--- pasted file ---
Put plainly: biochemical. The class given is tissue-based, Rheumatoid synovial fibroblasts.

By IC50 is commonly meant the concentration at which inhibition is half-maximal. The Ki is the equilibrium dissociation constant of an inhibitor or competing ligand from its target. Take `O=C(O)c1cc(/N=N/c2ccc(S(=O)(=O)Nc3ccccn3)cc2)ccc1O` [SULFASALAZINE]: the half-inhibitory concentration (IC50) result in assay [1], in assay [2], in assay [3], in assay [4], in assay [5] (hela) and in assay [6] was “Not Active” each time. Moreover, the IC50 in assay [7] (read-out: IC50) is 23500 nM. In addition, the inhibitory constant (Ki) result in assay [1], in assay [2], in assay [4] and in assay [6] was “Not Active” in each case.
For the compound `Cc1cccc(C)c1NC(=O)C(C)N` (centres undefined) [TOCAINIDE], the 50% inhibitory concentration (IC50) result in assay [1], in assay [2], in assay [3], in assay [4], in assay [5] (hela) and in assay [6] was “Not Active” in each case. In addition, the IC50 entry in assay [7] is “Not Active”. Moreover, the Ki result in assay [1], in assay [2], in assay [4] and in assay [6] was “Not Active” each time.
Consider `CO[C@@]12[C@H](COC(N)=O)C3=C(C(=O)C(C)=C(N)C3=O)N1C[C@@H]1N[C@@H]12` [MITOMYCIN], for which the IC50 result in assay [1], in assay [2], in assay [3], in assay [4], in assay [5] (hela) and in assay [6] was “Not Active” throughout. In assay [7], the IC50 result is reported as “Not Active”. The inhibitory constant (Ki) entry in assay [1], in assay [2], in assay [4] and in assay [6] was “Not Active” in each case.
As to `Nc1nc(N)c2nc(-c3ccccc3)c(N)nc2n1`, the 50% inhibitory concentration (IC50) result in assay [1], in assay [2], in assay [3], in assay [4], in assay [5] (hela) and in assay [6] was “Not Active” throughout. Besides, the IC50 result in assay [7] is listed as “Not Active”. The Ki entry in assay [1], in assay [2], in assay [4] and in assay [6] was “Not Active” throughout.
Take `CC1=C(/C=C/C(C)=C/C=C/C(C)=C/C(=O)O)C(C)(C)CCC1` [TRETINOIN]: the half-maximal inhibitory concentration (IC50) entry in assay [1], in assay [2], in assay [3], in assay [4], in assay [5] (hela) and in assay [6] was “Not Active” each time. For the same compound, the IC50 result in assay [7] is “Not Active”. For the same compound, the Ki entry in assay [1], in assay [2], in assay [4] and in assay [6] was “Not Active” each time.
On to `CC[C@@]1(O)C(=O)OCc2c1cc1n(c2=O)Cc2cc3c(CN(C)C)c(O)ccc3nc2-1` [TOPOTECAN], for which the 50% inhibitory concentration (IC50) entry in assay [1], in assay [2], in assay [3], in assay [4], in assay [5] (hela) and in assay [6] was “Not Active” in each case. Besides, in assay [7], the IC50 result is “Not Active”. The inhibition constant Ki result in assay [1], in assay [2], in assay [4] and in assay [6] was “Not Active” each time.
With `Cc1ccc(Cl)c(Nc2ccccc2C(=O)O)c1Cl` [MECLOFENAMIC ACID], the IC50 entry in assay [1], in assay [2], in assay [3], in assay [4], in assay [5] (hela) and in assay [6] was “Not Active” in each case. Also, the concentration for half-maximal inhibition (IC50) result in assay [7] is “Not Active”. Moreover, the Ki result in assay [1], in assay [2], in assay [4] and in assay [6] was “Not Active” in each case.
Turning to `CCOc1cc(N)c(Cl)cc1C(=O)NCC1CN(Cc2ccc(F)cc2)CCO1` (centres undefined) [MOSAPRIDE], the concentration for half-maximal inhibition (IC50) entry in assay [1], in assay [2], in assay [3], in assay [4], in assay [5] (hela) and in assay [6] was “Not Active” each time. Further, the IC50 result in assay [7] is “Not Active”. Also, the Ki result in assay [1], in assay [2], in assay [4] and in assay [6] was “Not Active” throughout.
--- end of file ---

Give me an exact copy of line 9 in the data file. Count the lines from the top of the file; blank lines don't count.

Turning to `CCOc1cc(N)c(Cl)cc1C(=O)NCC1CN(Cc2ccc(F)cc2)CCO1` (centres undefined) [MOSAPRIDE], the concentration for half-maximal inhibition (IC50) entry in assay [1], in assay [2], in assay [3], in assay [4], in assay [5] (hela) and in assay [6] was “Not Active” each time. Further, the IC50 result in assay [7] is “Not Active”. Also, the Ki result in assay [1], in assay [2], in assay [4] and in assay [6] was “Not Active” throughout.